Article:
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The Raging 2020s: Companies, Countries, People – and The Fight for Our Future

Alec Ross, New York Times best-selling author and former senior advisor of innovation for the State Department, closed out the 2021 Conference on Thursday. Ross took the stage with Glenn Stevens Jr., executive director of MICHauto, and vice president of automotive and mobility initiatives for the Detroit Regional Chamber, to share his newly released book, “The Raging 2020s: Companies, Countries, People – and The Fight for Our Future,” discussing the intersection of business, government, and everyday people.

Ross, who spent six years working for the Obama administration, presented some key themes from his book, including the intersection of government and citizens, and the web-work of collaboration between the two.

“It’s a web-work of collaboration and exchange between the private sector, government, and citizens,” said Ross.

And while the system is interconnected, Ross noted that if you scratch at the surface of this collaboration and exchange, you can begin to see the flaws. At the core of his book is “the quiet interplay we see in just our normal day, some of what we see, increasingly is that the social contract seems not to be working. There seems to be a loss of equilibrium in the relationship between government, citizens, and businesses.”

The forces behind this dis-equilibrium are a key element of the book. The decade we are currently living through can be compared to that of the roaring 20s, a time marked by war and sickness, but also spectacular innovations in literature, arts, and the economy, that ended in economic collapse.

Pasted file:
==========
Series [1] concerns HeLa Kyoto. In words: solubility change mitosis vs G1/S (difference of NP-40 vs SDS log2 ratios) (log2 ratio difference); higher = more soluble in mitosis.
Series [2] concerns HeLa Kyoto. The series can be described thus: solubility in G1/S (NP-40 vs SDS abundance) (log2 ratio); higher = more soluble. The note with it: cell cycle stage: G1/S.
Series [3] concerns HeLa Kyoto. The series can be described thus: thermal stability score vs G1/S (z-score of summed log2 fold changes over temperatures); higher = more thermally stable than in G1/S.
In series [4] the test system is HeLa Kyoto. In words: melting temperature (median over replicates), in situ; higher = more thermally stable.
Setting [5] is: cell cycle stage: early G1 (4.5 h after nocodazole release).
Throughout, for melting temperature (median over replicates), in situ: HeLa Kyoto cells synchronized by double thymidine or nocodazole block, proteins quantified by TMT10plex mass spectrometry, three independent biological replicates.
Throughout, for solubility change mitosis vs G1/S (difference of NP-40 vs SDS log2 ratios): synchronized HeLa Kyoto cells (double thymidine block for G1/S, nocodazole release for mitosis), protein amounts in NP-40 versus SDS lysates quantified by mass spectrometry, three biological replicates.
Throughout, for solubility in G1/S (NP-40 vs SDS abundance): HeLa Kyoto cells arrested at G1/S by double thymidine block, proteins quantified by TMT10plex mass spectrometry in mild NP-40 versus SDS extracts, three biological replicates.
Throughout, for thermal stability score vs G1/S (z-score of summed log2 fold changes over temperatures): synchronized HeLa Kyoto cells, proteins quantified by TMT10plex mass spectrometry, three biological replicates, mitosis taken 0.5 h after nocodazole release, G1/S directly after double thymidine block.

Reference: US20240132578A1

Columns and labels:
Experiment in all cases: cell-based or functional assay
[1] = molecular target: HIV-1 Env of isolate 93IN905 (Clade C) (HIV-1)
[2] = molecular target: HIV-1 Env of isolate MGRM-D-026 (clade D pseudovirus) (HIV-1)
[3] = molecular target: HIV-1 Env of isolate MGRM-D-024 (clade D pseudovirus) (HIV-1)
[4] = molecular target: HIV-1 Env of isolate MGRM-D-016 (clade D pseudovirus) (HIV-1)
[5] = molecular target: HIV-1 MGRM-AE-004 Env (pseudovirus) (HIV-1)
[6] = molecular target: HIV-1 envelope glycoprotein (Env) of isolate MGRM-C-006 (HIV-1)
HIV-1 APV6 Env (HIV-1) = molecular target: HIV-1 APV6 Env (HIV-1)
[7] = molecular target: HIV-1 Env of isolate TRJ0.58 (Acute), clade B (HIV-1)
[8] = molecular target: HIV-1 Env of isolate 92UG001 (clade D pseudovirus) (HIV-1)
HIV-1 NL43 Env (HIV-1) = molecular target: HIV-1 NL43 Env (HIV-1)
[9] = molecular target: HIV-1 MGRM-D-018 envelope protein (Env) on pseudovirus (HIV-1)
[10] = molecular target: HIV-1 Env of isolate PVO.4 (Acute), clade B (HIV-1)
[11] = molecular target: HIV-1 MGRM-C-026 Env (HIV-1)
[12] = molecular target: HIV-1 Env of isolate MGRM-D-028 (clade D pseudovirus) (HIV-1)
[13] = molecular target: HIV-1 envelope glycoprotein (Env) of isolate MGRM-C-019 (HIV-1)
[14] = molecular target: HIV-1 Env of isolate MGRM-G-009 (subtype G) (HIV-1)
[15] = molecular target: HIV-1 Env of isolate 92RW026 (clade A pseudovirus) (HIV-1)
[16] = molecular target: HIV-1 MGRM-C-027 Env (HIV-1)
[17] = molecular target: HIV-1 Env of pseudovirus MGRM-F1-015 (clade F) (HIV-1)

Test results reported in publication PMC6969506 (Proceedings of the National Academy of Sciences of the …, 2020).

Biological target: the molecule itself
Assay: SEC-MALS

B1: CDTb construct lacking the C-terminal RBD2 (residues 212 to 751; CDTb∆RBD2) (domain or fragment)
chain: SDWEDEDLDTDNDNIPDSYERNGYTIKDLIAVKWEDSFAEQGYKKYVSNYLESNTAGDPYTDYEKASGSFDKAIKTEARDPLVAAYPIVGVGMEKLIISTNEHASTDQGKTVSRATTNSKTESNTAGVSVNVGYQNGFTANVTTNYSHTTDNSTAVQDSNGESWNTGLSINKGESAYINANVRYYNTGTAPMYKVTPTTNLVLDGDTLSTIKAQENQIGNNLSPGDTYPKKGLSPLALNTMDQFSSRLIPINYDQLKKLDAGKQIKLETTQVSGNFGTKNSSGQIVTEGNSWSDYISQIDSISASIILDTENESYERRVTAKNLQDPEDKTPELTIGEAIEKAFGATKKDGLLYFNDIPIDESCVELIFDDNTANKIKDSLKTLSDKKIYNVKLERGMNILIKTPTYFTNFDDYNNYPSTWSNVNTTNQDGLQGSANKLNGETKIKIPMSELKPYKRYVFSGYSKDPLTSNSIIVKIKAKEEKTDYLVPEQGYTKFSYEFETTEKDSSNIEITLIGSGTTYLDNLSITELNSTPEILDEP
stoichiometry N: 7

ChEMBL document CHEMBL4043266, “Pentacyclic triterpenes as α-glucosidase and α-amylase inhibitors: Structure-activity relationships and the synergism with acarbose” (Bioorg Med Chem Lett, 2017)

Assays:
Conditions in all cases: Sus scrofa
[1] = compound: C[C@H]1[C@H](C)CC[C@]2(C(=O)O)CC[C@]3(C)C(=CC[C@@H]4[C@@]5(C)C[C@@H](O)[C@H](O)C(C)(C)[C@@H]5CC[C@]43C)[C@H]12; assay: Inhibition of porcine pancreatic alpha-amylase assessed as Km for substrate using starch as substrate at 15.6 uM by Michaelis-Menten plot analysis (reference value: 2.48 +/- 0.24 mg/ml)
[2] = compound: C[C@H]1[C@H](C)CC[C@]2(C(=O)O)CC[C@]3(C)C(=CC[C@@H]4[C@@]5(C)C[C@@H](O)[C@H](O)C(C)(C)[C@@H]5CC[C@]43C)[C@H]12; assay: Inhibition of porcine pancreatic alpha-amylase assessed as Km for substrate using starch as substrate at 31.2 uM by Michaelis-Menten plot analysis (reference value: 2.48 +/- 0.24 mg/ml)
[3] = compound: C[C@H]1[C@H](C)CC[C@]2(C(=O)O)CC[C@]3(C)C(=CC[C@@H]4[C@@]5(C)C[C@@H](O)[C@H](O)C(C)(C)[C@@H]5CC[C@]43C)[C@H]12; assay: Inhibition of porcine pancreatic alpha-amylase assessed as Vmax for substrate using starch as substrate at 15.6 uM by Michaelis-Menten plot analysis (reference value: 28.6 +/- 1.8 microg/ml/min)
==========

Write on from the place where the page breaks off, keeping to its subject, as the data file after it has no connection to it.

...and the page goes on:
“This decade of ours, the 2020s, is one where we are in this moment of remarkable transition and the choices that we make over the next few decades are going to determine if this decade ends up raging like anger, or raging like a great party,” said Ross.

But this moment of transition is not unique to our country, moments like this have occurred frequently throughout history. Take for instance the period of industrialization, when technology-enabled work to go from farm to factory. And what made industrialization work was rewriting the social contract.

“As we transition from our industrial economy into an increasingly technology-rich, knowledge-based economy…all of us have to be life-long learners,” noted Ross. “We have all to be continual learners, but our model of education is still rooted in the norms of the first 20 years of the 20th century.”

Essential to this transition will be the innovation within our public policy, and the data that is the raw material of today and tomorrow’s economy. In our current and future economy, those who control and own the data, and can harvest meaning from the data will be those that will create the industries of the future.

Noted Ross, “90% of the world’s data, since human beings have been on two feet was created in the last two years.”

And the pandemic has only accelerated digitization and industries that we were once thought of as historic or old, are being propelled forward with the help of data.

“In the last 30 years, the richest one percent has grown 21 trillion dollars wealthier, while the lowest 50 percent has lost 900 billion dollars,” said Ross. “Middle class is stagnated – this is what is at the heart of a lot of the rage out there.”

And what Ross offers in his book are the differing elements that go into this, and draws out key themes across labor, taxes, and capitalism.